Client: Fife Council Property Services for Libraries, Arts and Museum Service
Project Site: Pittencrieff House Museum, Pittencrieff Park, Dunfermline
Project Scope: Investigation of historic external lime finishes, written specification
This is a typical example of our building advisory work allied to our analysis of building materials to effect informed decisions for specifying materials and working techniques for the reinstatement of external lime finishes.
The lead professional, a conservation accredited architect engaged our services to advise on the reinstatement of external lime finishes on the 17th century house. The house had been inappropriately cement ‘dry dashed’ sometime in the last century and when this started falling off in sheets, the decision was made to reinstate the external finishes in traditional lime harl and limewash. Our work began with a site visit to view the now stripped building to gain a better understanding of the rubble stonework beneath and its condition. On inspection, we were also able to identify remains of original finishes including a traditional ‘Copperas’ limewash, distinctive by its gingery ochre colour. Our knowledge of the building materials of the area in the 17th century led us to believe that both the building stone, building lime and aggregates were locally derived. The building stone is a distinctive ‘honey’ coloured medium coarse grained sandstone found in abundance in the Dunfermline area, the building lime was distinctly a Charlestown lime and together with sand collected from the north shore of the Forth (identifiable with pieces of broken shell and unburnt coal fragments) formed a moderately hydraulic lime mortar. The mortars for both the original construction and the finishes are one and the same and were made by slaking quicklime and sand together in one operation as a ‘hot lime’ mortar. The colouring agent for the limewash was identified as iron sulphate, which was extensively used in textile dyeing (at this point in time Dunfermline was home to a great many hand loom weavers before the industrialisation of the linen industry in Dunfermline). The nearby Merchant’s Palace in Culross is also finished in a similar coloured limewash.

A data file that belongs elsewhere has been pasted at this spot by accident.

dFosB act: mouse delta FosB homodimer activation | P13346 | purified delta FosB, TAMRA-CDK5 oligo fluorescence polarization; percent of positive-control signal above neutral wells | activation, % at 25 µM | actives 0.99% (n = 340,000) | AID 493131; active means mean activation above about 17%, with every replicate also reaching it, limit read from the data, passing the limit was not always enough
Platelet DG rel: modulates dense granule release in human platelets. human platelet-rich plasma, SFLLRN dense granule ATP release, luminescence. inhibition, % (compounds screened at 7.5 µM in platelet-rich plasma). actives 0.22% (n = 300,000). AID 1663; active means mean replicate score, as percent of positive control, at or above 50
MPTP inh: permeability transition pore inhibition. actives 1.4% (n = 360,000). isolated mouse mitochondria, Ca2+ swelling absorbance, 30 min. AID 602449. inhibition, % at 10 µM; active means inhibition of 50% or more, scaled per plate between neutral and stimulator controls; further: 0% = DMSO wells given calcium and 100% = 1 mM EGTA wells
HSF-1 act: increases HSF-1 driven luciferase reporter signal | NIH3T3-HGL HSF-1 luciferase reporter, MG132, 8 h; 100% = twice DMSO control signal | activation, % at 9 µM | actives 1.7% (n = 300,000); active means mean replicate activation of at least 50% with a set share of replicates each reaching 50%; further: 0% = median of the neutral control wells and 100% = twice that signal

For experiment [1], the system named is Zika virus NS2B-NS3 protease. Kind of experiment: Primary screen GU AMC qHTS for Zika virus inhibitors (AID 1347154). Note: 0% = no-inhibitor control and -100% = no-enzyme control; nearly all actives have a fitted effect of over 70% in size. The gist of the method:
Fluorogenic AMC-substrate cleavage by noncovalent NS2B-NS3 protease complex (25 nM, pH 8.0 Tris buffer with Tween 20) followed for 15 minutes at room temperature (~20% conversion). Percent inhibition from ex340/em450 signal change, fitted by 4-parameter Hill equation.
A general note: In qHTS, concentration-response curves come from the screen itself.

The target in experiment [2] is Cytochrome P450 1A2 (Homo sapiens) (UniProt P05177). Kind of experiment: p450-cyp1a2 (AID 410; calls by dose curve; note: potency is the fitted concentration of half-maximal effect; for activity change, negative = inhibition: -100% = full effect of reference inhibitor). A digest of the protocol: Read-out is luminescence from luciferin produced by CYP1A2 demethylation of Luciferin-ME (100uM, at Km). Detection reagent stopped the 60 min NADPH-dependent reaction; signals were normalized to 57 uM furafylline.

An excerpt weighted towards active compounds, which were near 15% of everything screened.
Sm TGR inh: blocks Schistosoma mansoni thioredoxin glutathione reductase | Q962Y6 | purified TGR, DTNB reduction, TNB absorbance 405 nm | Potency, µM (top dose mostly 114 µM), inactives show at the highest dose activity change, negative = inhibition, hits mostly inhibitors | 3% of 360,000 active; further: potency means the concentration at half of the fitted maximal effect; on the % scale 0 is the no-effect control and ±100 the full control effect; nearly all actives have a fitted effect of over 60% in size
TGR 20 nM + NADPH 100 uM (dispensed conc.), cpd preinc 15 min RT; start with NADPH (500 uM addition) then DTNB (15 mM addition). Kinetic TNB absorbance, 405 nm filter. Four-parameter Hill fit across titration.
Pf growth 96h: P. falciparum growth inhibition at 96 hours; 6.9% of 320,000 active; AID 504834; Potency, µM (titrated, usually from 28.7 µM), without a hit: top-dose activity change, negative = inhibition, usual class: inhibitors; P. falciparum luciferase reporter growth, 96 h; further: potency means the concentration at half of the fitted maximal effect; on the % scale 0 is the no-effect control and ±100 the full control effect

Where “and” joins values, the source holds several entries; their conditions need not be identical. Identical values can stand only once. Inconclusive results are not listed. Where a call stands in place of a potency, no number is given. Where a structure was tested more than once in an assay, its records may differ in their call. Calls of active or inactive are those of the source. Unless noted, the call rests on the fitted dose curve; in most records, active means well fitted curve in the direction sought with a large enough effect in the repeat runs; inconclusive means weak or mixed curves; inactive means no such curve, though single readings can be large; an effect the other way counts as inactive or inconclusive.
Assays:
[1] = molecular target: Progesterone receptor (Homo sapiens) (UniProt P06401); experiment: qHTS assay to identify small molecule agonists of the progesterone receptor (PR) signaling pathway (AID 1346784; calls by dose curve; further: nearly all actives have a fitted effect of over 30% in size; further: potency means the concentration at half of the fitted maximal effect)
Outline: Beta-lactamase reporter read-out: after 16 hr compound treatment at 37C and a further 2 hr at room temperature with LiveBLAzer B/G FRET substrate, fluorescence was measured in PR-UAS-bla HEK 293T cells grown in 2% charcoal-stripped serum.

For the most part, the rubble masonry was in reasonable condition and not suffering from water ingress and dampness issues following the removal of the dry dash finishes. Our attention was then drawn to the detailing of the building and in particular how rainwater was collected and directed off the roof, the state of any mortar skew fillets and unprotected features such as the crow steps. Together with our understanding of the building, the construction materials, the level of exposure of the building, environmental factors such as salt laden air (from the River Forth) and the intended time of year the works were proposed to be carried out, we were able to develop specifications that were ‘fit for purpose’ and easy to communicate to the building team, Fife Council Building Services’ Conservation Unit, a team we had previously had a hand in developing through our skills and knowledge training.
Our role included inspecting the works at the various different stages to check both the quality of the work and conformity to the specifications. This meant we were on hand to offer advice and support to the team to ensure the success of the work. Once again, Pittencrieff House Museum is the jewel in the crown of Pittencrieff Park, a gift to the people of Dunfermline by Andrew Carnegie.